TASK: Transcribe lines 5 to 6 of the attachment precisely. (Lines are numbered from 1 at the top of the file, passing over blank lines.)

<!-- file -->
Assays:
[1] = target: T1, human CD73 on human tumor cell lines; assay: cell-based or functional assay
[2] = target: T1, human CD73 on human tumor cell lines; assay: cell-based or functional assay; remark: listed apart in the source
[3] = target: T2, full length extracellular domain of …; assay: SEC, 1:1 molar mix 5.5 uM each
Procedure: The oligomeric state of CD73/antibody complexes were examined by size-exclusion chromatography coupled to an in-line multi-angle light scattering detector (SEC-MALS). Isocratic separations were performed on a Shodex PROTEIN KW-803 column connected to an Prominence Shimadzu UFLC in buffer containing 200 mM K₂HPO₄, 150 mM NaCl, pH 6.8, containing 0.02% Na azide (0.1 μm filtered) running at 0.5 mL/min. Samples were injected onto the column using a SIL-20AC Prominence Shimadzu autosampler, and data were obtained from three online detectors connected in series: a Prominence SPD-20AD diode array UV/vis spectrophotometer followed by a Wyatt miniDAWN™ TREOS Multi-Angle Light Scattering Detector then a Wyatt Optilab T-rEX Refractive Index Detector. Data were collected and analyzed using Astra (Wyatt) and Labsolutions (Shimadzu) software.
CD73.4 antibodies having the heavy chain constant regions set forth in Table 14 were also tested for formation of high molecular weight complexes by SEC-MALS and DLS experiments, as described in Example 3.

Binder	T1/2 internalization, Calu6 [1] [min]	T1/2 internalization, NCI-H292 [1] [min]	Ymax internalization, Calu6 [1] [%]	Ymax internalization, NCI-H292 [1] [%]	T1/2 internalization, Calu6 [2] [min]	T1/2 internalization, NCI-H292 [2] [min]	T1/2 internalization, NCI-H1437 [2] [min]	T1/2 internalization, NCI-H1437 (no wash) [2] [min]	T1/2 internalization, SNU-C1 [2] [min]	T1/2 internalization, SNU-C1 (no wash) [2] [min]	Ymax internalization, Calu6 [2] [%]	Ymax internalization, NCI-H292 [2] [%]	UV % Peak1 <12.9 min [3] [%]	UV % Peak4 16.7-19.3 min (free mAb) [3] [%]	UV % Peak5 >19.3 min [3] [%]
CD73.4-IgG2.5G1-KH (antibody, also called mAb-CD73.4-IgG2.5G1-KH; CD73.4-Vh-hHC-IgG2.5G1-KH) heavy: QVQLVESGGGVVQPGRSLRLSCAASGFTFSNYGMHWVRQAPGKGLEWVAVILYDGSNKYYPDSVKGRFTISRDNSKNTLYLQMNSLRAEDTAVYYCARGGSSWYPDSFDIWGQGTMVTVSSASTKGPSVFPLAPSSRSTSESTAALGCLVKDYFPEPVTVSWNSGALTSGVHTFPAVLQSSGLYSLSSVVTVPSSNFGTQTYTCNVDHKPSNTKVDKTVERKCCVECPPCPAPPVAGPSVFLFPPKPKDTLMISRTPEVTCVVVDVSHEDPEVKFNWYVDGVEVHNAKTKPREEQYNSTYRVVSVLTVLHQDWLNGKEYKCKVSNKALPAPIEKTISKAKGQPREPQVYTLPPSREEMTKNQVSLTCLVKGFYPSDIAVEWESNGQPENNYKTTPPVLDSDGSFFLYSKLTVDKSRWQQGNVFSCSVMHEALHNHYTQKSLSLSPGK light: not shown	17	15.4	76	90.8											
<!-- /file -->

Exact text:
Procedure: The oligomeric state of CD73/antibody complexes were examined by size-exclusion chromatography coupled to an in-line multi-angle light scattering detector (SEC-MALS). Isocratic separations were performed on a Shodex PROTEIN KW-803 column connected to an Prominence Shimadzu UFLC in buffer containing 200 mM K₂HPO₄, 150 mM NaCl, pH 6.8, containing 0.02% Na azide (0.1 μm filtered) running at 0.5 mL/min. Samples were injected onto the column using a SIL-20AC Prominence Shimadzu autosampler, and data were obtained from three online detectors connected in series: a Prominence SPD-20AD diode array UV/vis spectrophotometer followed by a Wyatt miniDAWN™ TREOS Multi-Angle Light Scattering Detector then a Wyatt Optilab T-rEX Refractive Index Detector. Data were collected and analyzed using Astra (Wyatt) and Labsolutions (Shimadzu) software.
CD73.4 antibodies having the heavy chain constant regions set forth in Table 14 were also tested for formation of high molecular weight complexes by SEC-MALS and DLS experiments, as described in Example 3.